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10 Questions for Karl Spurzem

Karl is a book cover designer living in Los Angeles

10 Questions for Karl Spurzem

Karl is a book cover designer living in Los Angeles

This is 10 Questions, an interview series between INABC and our talented friends from the Book Cover Designers’ Directory. Today, meet the hilarious Karl Spurzem. Once upon a time, Karl and I shared a cubicle wall as co-designers for the Portfolio business imprint at PRH. It’s been fun to catch up with this guy, from two desks that now sit on opposite sides of the country. You can visit Karl’s portfolio site here and his Instagram here.

1. Visually take us through your professional journey. Create a diagram that summarizes your career to date.

2. When did you realize that you wanted to become a book cover designer? Did you stumble into this career or did you intentionally pursue it?

Karl Spurzem: Very intentional, once I realized the job existed. I didn’t study art or design. I was a filmmaking student who got hired to the college newspaper as an illustrator without any interview or portfolio. They later made me the art director. Love you forever, Daily Nebraskan. 

After graduating, I could’ve shipped off to LA and be a big hotshot in the movies, or I could’ve taken some theater posters I’d made for friends and some newspaper graphics and sell myself as a designer somehow. I figured I’d get benefits sooner in design. I live in LA now and I’m wildly glad I don’t depend on that industry to survive.

There was a silly eureka moment. I was staring off into space in my dingy college apartment, pretending to look at job sites and wondering how much I’d have to learn about web design to be employable, when I realized that all the books over on my shelf had to be designed by someone. “Covers are just posters for books. And I like books!” I was dead set from then on. Thankfully Princeton was willing to teach me book design from scratch.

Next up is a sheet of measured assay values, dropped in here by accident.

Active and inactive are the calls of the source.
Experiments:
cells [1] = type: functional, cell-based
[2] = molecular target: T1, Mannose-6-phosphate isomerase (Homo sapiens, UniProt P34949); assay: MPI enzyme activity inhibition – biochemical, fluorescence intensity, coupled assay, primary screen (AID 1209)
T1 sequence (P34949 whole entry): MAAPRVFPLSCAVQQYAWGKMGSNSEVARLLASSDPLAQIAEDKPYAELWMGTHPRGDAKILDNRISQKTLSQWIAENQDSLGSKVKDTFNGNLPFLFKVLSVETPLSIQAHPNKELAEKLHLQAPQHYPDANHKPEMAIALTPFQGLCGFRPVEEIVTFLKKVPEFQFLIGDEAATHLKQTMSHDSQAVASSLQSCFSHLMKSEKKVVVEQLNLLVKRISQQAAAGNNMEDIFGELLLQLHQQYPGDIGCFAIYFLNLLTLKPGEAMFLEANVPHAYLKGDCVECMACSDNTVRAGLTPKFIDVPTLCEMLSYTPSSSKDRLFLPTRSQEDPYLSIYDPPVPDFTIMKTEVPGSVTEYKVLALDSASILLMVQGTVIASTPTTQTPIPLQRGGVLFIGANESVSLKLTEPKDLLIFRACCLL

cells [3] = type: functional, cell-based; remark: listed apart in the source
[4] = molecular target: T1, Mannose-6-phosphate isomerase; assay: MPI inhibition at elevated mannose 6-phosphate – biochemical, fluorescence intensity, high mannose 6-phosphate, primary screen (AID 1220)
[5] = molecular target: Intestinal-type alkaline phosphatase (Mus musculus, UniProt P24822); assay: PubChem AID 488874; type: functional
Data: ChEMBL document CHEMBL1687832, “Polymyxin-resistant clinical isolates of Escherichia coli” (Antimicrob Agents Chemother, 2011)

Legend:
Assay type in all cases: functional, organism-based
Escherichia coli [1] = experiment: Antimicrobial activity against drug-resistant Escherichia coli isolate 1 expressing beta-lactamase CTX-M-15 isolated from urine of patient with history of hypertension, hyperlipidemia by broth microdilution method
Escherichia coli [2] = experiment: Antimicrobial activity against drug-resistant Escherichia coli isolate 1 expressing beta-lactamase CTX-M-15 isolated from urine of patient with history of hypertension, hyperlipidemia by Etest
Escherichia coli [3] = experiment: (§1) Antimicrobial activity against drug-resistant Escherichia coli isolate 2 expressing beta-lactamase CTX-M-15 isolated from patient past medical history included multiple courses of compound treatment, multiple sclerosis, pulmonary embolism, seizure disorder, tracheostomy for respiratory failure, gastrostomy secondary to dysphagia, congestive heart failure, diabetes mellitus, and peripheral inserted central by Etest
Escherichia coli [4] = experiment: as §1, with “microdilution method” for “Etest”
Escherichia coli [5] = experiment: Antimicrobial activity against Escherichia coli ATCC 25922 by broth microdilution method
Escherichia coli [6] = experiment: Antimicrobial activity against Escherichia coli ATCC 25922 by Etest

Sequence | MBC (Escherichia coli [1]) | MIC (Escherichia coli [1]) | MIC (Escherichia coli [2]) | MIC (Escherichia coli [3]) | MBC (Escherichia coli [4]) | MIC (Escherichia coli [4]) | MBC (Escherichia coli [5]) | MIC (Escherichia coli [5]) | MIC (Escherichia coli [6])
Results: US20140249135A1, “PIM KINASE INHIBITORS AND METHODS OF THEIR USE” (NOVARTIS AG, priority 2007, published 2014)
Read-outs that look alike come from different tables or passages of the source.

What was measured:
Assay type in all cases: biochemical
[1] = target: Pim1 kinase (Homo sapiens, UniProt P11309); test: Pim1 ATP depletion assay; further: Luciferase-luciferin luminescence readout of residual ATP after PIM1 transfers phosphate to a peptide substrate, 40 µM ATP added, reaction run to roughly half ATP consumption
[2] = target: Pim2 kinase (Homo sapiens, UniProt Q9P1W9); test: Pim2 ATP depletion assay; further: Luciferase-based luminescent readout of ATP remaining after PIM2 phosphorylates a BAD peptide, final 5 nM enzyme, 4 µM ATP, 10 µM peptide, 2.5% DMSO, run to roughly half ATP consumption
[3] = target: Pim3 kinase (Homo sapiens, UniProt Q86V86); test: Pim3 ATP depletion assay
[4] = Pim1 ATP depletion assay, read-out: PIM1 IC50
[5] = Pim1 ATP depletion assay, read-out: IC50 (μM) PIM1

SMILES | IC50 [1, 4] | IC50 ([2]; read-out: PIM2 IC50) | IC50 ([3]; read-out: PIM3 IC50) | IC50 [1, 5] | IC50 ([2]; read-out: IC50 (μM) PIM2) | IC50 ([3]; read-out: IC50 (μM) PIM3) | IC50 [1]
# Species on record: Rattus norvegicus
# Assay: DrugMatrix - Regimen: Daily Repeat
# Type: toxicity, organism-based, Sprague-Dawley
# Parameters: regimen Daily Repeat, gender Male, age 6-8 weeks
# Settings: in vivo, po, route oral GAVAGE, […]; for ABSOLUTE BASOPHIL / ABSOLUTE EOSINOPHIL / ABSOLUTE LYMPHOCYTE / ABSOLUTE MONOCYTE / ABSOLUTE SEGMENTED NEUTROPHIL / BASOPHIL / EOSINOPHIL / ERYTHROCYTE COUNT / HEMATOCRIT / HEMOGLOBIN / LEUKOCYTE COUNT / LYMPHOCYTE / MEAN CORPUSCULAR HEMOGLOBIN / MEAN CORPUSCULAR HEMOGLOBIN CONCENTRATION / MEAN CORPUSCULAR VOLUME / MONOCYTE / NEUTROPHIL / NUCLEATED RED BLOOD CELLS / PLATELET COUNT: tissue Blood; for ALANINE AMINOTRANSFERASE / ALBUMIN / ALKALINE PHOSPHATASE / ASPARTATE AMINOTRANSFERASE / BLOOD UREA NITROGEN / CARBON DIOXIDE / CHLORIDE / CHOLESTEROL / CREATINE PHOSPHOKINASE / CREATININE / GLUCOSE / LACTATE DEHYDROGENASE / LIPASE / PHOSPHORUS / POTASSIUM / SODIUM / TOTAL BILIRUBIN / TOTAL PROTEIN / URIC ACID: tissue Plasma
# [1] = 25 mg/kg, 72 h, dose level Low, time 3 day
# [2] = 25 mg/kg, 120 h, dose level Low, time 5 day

3. How do you use Instagram?

Karl Spurzem: Terribly. I’m allergic to self-promotion. I’ll post work on my feed when I remember, otherwise it’s mostly DMing memes with friends. I’ve been through the rise and fall and general toxicity of too many social media platforms to give any of them much brainspace anymore. I refuse to be a “creator.” The more Instagram resembles TikTok’s endless flood of #Content, the less likely I am to even bother.

4. What’s your ideal auditory environment while working?

Karl Spurzem: Music keeps me sane. It’s up there with food and shelter on the hierarchy of needs. I have a great set of speakers at my desk and, if I have to work anywhere else, I bring big headphones. Really helps when I struggle to tune out nearby noises and conversations.

My soundtrack for this Q&A was some Black Sabbath and a jazz record, Yussef Dayes’ “Black Classical Music.” Great Sunday.

5. Do you use any tools besides the usual Adobe products? What are they! 

Karl Spurzem: My phone camera is probably the most valuable design tool I have. Reference, inspiration, “scanning,” it does it all. The iPad/Pencil combo is a close second. I’ve made a lot of artwork in Procreate that I wouldn’t be able to do any other way.